This is a summary of Geoffrey Robertson, Crimes Against Humanity (Penguin, 4th ed, 2012) ch 2 (‘The Post-war World’). It is a commentary and critique on the development of international human rights law in the period 1945–2012.

On 10 December 1998 — the fiftieth anniversary of the Universal Declaration of Human Rights — UN Human Rights Commissioner Mary Robinson said:

Count up the results of fifty years of human rights mechanisms, thirty years of multibillion dollar development programmes and endless high-level rhetoric and the general impact is quite underwhelming … this is a failure of implementation on a scale that shames us all.

Robertson argues that the development of human rights following the second world war was a reaction ‘against the tyranny and racist ideology of Nazism’ that ‘proved powerless to move politicians or diplomats to do anything much about genocide, or any other of the multiple and massive breaches of human rights which took place over the next fifty years.’ The many conferences and human rights instruments achieved nothing until the trial of Duško Tadić by the Hague Tribunal in May 1997. Robertson attributes the arrest of General Pinochet in London in 1998 to developments in the ‘real world’ spurred on by non-governmental organisations such as Amnesty International and Human Rights Watch rather than the actions of politicians, diplomats and UN bureaucrats. A great deal of public support for human rights enforcement is the result of mass media broadcasting scenes of tragedy in Bosnia and Rwanda (as examples).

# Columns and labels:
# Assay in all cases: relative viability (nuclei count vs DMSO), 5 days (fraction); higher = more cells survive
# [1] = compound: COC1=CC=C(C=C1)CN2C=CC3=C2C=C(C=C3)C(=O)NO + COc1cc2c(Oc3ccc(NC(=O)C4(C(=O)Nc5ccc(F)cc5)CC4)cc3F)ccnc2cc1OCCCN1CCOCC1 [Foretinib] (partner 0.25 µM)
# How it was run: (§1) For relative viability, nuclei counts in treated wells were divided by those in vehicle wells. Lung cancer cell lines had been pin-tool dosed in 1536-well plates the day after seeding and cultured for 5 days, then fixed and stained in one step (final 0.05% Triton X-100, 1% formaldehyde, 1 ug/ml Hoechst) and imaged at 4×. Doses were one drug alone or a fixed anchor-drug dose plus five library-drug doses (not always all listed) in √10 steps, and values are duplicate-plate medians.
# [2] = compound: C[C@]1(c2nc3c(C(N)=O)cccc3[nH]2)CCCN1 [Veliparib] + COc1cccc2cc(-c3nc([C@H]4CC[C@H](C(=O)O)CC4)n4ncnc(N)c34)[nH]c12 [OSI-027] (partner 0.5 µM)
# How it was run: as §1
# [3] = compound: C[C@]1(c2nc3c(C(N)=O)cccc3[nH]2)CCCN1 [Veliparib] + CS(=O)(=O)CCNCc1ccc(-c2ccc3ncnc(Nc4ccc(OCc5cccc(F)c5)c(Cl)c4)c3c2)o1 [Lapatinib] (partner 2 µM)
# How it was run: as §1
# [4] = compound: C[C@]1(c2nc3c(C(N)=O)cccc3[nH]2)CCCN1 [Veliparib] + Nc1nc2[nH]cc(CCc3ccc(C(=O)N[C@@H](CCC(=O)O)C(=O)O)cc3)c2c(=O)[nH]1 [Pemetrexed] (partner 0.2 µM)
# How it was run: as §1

… television pictures of refugees massed on the Kosovo borders initially swung public support behind te NATO bombing of Serbia in 1999, although had it bombed the Bosnian Serbs at Srebrenica in 1995, or demonstrated any resolve to arrest their leaders indicted by the Hague Tribunal, then the later tragedy may have been avoided. Equally, had the world worked out a way of putting Pinochet, Pol Pot and Idi Amin behind bars within a decade of their crimes against humanity, Milošević, Saddam Hussein, Bashir and Assad may have been deterred from following their example.

1946–76: Thirty Inglorious Years

The Universal Declaration of Human Rights (‘UDHR’), the Genocide Convention and the four Geneva Conventions form the basis for a promised ‘New World Order’. The United Nations Security Council (‘UNSC’) commenced military action under the UN Charter against North Korea in 1950: achieved in the absence of the Soviet Union which was boycotting proceedings because Taiwan rather than the People’s Republic of China was the fifth permanent UNSC member. Both sides committed atrocities ‘in complete defiance of the Geneva Conventions’. With the arms race beginning in 1949, Stalin’s gulag ‘devoured millions and provided slave labour to build the vast scientific complexes needed for the Soviet nuclear industry’ and the Great Powers defied the Hague Conventions to develop weapons of mass destruction.